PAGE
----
One argument I supposed one could make is "well, these edits are necessary, it'll prevent users from being confused about when and where to ask these questions!" This is fallacious. As I stated above, people aren't going to be asking "What is the motif of blood in Macbeth?" in a Puzzling Site. If someone does ask that, we assume they probably asked it in the wrong place. Not only that, but these off-topic questions would get migrated over to the respective site! These tag edits that say "Questions about X are off-topic, ask them at Y SE" actively harm readability. In tag excerpts, shorter is better, and the information you add better be very important or necessary.

A Note for the Reviewers

Despite everything that was seen above, give the benefit of the doubt. We'll probably run into a situation where something similar might arise, where some change is made to the tags. If the change is small enough, and the small edit does add some information, just accept it. (This is mostly so I don't get in trouble from Literature SE for adding birth/death years on authors and making small edits). The BEST thing you can do is actually "edit and accept". Maybe the edit they made was good, but it was phrased poorly so it was too long.

But what happens if this keeps on happening? What if a user perpetually makes small tiny edits (presumably) for easy rep? Well, let's consider the edits they're making. If it's the same sort of edits that are consistently superfluous, even to the point that the user needs to add an empty HMTL line, that's the time to reject, but add a specific note why you rejected that edit. If this keeps on being a problem, flag a moderator down (literally, using the in need of moderator flag on say, one of Deusovi's comments), and write that X user is perpetually making small superfluous edits, and if they can just talk to them about it. Alternatively, if they're active on the Sphinx, just directly message them there. As an aside, I'd suggest that any edit that needs empty HTML lines to surpass the edit minimum count limit should just be rejected. That's the definition of "superfluous". Be wise, be fair, but assume the best of people.

Happy Puzzling!

  • $\begingroup$ I think this is a very fair and measured response, thanks. I also LOVE the line: "People don't ask about chord progressions here, people don't ask about how tall Mount Everest is or who wrote Finnegans Wake..."! :) $\endgroup$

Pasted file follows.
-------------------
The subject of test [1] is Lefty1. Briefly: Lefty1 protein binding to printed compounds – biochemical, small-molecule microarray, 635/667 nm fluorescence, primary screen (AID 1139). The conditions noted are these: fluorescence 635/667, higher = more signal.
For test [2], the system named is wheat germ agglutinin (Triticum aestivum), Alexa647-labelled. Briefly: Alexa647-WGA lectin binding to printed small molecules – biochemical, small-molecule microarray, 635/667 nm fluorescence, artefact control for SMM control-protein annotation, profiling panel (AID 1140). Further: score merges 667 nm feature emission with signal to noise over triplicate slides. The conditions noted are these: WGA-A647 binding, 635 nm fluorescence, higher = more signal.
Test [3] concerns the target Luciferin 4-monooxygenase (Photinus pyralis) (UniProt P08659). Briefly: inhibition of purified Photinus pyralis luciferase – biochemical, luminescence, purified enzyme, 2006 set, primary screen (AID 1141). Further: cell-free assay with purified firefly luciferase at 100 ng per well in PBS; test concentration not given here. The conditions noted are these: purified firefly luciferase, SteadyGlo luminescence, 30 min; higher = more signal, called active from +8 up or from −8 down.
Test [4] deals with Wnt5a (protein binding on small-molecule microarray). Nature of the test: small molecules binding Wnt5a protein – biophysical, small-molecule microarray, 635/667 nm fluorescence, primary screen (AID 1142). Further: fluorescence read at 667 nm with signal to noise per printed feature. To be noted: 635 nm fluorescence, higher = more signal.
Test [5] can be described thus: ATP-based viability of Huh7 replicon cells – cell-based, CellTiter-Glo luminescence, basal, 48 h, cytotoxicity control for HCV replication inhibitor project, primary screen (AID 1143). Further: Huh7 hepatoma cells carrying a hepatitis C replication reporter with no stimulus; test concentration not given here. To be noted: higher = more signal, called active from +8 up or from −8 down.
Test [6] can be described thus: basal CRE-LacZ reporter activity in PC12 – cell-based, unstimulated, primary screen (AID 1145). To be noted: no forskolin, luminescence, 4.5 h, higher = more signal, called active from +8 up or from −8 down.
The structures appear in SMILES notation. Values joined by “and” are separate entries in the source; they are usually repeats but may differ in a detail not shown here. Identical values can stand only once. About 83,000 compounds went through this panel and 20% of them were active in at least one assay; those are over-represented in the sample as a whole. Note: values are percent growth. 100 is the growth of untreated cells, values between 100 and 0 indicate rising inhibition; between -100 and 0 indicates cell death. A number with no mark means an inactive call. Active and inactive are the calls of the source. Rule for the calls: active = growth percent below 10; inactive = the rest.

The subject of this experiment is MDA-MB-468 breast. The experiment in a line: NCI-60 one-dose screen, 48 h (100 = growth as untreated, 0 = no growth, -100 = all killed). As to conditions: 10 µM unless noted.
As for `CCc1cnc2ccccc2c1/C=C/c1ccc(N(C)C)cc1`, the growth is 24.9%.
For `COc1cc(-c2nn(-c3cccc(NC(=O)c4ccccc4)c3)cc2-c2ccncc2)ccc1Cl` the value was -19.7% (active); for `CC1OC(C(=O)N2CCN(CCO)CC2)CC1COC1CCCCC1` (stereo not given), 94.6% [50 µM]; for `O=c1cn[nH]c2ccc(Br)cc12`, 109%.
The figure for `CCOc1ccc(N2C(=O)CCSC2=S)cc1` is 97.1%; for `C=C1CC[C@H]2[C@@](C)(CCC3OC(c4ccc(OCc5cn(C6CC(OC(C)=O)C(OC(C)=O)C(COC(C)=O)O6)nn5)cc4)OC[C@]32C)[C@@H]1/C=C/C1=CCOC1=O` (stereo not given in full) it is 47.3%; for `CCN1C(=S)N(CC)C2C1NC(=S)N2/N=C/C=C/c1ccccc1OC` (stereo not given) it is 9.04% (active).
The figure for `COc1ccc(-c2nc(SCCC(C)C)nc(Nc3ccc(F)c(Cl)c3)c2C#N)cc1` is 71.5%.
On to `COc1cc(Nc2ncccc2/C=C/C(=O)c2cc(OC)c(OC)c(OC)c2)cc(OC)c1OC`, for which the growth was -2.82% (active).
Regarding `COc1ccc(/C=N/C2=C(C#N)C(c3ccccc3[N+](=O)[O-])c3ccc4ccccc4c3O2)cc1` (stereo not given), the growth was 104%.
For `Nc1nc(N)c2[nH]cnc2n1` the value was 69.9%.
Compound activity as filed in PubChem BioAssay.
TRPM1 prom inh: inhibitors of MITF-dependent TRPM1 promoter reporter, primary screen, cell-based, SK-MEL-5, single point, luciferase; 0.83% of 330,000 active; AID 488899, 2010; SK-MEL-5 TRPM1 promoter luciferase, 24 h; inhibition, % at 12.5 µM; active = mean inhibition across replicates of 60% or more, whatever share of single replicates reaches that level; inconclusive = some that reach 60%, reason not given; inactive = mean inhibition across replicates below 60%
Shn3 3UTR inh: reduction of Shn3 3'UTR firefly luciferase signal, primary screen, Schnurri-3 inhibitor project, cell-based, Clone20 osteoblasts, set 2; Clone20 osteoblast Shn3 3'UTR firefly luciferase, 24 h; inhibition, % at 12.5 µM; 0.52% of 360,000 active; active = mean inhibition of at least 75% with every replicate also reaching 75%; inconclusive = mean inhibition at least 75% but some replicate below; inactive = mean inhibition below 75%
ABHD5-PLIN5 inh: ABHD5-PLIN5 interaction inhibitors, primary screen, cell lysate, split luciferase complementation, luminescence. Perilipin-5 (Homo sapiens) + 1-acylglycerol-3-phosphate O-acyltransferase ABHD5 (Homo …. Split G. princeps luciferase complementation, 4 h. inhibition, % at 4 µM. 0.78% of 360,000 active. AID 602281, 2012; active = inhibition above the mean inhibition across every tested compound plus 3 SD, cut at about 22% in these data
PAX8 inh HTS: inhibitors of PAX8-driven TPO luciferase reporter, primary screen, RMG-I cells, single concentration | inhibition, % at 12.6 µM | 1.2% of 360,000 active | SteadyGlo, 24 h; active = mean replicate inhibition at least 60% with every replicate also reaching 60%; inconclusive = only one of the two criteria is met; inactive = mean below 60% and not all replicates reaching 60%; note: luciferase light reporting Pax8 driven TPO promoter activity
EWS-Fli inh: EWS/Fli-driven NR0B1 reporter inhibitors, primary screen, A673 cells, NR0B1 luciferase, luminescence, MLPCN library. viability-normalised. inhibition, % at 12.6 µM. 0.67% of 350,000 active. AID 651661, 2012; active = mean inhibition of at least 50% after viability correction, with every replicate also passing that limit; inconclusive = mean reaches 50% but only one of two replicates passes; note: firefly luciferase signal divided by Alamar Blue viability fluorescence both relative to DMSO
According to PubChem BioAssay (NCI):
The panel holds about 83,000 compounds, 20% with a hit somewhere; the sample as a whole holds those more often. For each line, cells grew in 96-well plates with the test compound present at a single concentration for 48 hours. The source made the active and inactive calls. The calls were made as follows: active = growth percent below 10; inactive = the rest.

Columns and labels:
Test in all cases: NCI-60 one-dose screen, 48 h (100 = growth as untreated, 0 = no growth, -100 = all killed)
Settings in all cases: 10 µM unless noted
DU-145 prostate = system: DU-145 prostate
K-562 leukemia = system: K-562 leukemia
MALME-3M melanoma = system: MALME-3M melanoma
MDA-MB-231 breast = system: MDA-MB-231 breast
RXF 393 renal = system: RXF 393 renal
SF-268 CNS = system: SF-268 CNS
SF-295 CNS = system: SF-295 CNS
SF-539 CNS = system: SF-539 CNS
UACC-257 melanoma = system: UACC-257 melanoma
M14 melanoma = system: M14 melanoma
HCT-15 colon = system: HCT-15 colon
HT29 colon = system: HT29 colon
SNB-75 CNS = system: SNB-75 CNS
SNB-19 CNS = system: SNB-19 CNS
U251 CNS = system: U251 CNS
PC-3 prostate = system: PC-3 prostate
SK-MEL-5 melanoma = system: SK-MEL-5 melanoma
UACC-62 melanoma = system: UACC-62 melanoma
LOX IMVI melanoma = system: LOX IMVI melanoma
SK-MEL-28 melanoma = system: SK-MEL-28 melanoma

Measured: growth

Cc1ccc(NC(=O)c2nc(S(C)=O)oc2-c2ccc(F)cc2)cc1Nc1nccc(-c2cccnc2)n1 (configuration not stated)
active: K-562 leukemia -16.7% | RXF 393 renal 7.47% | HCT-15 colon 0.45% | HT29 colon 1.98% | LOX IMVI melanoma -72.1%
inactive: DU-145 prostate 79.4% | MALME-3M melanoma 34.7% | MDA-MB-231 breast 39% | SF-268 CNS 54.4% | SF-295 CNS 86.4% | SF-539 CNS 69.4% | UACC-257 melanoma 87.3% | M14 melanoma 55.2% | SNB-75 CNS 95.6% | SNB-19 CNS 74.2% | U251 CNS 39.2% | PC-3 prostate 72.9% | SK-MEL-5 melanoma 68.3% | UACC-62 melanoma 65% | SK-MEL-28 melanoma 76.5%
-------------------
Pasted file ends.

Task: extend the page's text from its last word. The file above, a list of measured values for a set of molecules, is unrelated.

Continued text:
– Stiv
    Commented Dec 1, 2020 at 17:21
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    $\begingroup$ On a slightly different note, for editors: DON'T EDIT SOMETHING ON A POST UNLESS IT IS ABSOLUTELY NECESSARY! Edits on posts get "bumped" on the home page, so every time an edit is made, it just bumps it onto the front of the home page on Puzzling. $\endgroup$ Commented Dec 1, 2020 at 17:23
  • $\begingroup$ Unless it's already on the home page - if a random user posts a non-answer to an old question, then oh well, it's been bumped anyways, might as well edit now. $\endgroup$
    – bobble
    Commented Dec 1, 2020 at 17:24
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    $\begingroup$ Now that so many of those edit are made, is it best to leave them as is, are roll them back? It seems pretty inconsistent that so many tags have such edits, while so many other tags don't, which can confuse a new user into thinking: "Since many tags say this, I guess the ones that don't say this will allow non-puzzle topics.". $\endgroup$ Commented Dec 1, 2020 at 19:57
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    $\begingroup$ @entioneveryone I think if more people agree then there's a very good case for rolling back all except the commonly misused ones (like mathematics), or at least removing the offending parts if other bits were actually improved at the same time. But we really need more of a mandate from the community before just going ahead and doing it. If the majority say leave it, we leave it. Let's see how it plays out! $\endgroup$
    – Stiv
    Commented Dec 1, 2020 at 20:05
  • $\begingroup$ @entioneveryone I do say roll 'em back, but we do have to wait and see what the community thinks, as Stiv mentioned. $\endgroup$ Commented Dec 1, 2020 at 20:35
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    $\begingroup$ As I'm reading this, another off-topic computer-science question pops up: puzzling.stackexchange.com/q/105318/11110 $\endgroup$
    – Glorfindel
    Commented Dec 2, 2020 at 8:57
  • $\begingroup$ @Glorfindel True. But does it go on one of our sister coding sites, or does it go on Code Golf? $\endgroup$ Commented Dec 2, 2020 at 15:24
  • $\begingroup$ I'm glad it's always a sister :) $\endgroup$ Commented Dec 2, 2020 at 15:55